Geesink plugs in for electric dreams
The UK's first plug-in electric refuse collection truck has taken to the streets in Wales, claiming to offer significant environmental, operational and cost benefits to usersThe UK's first plug-in electric refuse collection vehicle recently powered up for its launch in Cardiff Bay outside the Welsh Assembly offices, an event that drew support from Wales' Minister for Environment, Sustain-ability & Housing, Jane Davidson. The vehicle has been developed by Geesink Norba, which also has its UK headquarters and manufacturing facilities in South Wales.
The plug-in electric vehicle uses electric power for the bin-lifting, and the crushing and compaction cycle, which it does almost silently and with potential for zero carbon emissions. The noise from conventional vehicles that use diesel engines to power these operations limits the hours in which waste can be collected. But Geesink's truck gives operators the potential to work any time without disturbing people - a major selling point, according to the company.
The power comes from a battery that is recharged overnight. Geesink's UK business director, Geoff Rigg, says: "The weight of the battery package is 1.2 tonnes, but we've placed it so that 75% of that weight is distributed over the front axle so it only has a very minor impact on payload. For example, this means that with a 17.5m3 body, it still offers a legal payload of around 10 tonnes."
The battery is fully charged overnight by plugging it into an electric socket, enabling the collection of 15-16 tonnes of waste material, but there is also an option to recharge the battery by power takeoff during the round.
Out on its own
"There is nothing like it on the market, so it's attracting a huge amount of interest," claims Riggs. "The vehicle itself is tried and tested - it's been in operational use in Sweden for six years, where it has proven a major success. It works perfectly with the full range of chassis from different manufacturers and is available across all our main product ranges."
He continues: "The maximum efficiencies will be gained when operators use it in conjunction with other Geesink Norba products. We've recently launched a new bin lift - the S500 - which operates as either a fully automatic high-performance split lift or as a front-line trade lift."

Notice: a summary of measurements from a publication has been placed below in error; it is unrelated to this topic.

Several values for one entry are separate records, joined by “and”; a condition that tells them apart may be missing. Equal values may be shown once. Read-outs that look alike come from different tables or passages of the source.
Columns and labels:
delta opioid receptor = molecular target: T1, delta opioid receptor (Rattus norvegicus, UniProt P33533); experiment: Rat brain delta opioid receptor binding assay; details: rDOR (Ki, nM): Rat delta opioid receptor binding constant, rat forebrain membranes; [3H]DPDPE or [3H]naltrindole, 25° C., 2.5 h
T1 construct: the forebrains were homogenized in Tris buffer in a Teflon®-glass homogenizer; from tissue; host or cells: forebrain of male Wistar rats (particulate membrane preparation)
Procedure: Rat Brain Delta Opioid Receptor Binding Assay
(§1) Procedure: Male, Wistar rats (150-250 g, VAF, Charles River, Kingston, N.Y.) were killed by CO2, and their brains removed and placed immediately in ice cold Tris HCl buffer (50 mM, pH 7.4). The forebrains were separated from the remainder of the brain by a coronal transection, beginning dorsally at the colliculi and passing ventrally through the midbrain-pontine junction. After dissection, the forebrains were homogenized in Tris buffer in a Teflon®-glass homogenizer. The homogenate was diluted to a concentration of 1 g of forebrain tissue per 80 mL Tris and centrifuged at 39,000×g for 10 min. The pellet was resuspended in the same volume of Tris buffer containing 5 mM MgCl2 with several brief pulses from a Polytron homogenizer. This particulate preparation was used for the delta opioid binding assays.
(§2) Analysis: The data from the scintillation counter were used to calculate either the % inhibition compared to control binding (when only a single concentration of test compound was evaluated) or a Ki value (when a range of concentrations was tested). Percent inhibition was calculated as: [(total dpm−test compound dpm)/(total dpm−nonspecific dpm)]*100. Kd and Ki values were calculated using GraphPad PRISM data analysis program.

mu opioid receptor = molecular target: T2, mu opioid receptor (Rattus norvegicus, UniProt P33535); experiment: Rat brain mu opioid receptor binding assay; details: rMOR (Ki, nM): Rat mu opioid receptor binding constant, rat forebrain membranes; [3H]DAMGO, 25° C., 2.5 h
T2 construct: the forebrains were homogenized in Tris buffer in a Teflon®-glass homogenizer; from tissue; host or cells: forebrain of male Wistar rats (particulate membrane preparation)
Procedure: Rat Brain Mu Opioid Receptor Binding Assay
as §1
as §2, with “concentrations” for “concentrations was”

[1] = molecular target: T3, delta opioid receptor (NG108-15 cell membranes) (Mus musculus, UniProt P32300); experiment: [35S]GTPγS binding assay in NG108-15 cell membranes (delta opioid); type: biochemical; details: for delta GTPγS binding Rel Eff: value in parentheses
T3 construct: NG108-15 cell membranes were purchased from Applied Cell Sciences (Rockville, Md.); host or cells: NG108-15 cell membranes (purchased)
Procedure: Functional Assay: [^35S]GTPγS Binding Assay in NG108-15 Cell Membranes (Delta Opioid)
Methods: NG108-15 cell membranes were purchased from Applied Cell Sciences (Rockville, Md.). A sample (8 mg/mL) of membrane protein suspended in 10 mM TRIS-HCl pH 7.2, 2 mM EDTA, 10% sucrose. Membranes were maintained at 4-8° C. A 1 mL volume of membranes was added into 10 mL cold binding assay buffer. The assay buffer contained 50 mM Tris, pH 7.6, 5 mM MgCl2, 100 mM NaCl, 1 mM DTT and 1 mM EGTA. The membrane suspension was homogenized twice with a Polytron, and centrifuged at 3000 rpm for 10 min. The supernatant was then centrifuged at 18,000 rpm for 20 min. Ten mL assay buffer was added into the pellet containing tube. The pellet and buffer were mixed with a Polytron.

According to Rigg, the plug-in electric vehicle and the S500 lift working together on one vehicle represents the future of RCV design and manufacturing. The same combination also offers the potential for significant savings, especially for a customer operating a fleet of these vehicles as they won't need to buy and run as many to meet their needs.
"And as recycling and the collection of food waste become increasingly important, our MF50 multi-faction pods come into their own by enabling operators to collect and keep separate different waste material at the same time. It means fewer journeys and significant fuel and time savings, especially when combining an MF50 pod with a plug-in electric body on one vehicle."
Welsh minister offers backing
Welsh Minister Jane Davidson greeted the launch enthusiastically, saying the use of electric vehicles - especially with electricity generated from renewable sources - was vital to future sustainability. "Climate change is the greatest challenge facing the world. A key part of how we face up to this challenge will be the use of new technology, which will bring new economic opportunities for companies in Wales," she said.
She added: "Geesink Norba is a great example of how we can make the most of these potential green jobs, with 140 people employed on site at Llantrisant making a world-class product. This low-emission truck, built here in Wales, shows how electric vehicles will play an important part in a low carbon future."
Chris Tecca, managing director of Geesink Norba, who flew in from the company's European headquarters in the Netherlands for the launch, added: "The launch of this vehicle in the UK marks a significant step forward in the waste collection and recycling industry. Not only is it more environmentally friendly than anything else on the market, it also offers real savings to operators."
The plug-in electric vehicles will be assembled at Geesink's factory in Llantrisant, South Wales. The first vehicles will be going to two of the UK's biggest contractors - Serco, for use in Hammersmith and Fulham, and Veolia. LAWR understand that orders from other customers have already been received and will be announced in a few weeks.